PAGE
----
This book examines the development of Thailand from the integration of Siam into the European world economy at the beginning of the nineteenth century, up to the emergence of Thailand as a modern nation state in the twentieth century. It concentrates in particular on the reign of King Chulalongkorn (1868-1910), during which period the state was modernized, the power of the great nobles was subordinated to the state, and a modern bureaucracy and education system were created.
Table of Contents
1. The Siamese State, Society and the World-Economies before Absolutism 2. The First Stage of State-Building 3. Creating a Modern Bureaucracy through Education 4. Contradictions within the Bureaucracy 5. The Defence of Absolutism 6. The 1912 Revolt: The first great challenge to absolutism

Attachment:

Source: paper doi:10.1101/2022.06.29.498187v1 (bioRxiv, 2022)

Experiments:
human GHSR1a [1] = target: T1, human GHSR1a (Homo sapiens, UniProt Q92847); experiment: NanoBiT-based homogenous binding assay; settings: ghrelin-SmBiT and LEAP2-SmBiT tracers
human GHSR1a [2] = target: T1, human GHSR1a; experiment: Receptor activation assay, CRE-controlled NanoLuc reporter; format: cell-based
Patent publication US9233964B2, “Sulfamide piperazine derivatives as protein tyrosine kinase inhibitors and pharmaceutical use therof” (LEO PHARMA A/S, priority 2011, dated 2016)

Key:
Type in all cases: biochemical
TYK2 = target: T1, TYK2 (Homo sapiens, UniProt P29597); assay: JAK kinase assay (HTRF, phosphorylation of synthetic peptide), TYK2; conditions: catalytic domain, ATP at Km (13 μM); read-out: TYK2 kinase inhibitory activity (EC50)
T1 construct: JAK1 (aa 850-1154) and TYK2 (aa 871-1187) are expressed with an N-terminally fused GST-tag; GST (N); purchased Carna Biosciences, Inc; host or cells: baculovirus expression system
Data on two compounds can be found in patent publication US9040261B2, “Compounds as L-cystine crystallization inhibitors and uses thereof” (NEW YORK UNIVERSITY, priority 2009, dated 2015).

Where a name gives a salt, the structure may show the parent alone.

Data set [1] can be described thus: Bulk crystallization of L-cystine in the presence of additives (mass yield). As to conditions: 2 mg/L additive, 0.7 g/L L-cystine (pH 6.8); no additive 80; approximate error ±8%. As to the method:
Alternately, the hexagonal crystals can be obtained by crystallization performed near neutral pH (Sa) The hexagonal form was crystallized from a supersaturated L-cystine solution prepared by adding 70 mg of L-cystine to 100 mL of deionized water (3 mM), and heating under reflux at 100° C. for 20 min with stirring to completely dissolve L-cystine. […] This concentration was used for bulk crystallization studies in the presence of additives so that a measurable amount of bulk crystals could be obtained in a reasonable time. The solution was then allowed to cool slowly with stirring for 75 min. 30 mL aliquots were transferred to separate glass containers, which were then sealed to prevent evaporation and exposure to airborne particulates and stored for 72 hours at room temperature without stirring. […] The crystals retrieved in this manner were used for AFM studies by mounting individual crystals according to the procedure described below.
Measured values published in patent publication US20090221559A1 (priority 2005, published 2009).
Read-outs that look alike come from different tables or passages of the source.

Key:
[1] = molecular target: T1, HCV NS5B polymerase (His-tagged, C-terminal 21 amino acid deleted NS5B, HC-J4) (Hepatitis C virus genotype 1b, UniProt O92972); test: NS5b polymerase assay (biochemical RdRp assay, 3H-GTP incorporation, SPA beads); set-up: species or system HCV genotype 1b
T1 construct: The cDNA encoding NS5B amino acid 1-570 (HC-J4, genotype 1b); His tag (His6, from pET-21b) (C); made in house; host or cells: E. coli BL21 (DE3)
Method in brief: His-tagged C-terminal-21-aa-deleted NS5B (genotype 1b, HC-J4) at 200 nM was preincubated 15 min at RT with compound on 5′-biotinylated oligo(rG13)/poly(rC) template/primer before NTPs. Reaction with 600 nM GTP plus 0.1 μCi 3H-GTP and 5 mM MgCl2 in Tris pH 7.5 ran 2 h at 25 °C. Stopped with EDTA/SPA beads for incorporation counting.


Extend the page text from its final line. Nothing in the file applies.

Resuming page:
Kullada Kesboonchoo Mead teaches at the Faculty of Political Sciences, Chulalongkorn University, Bangkok. Her present academic interests lie in the transformations of Southeast Asian political and economic systems. She focuses on Thailand in relation to the world and regional orders.
'This refreshingly clear book chips away at one of the sacred myths of Thai history ... this book is rigorous, academic and crowded with fascinating detail, but also well-organized, lucidly written and refreshingly clear.' - Chris Baker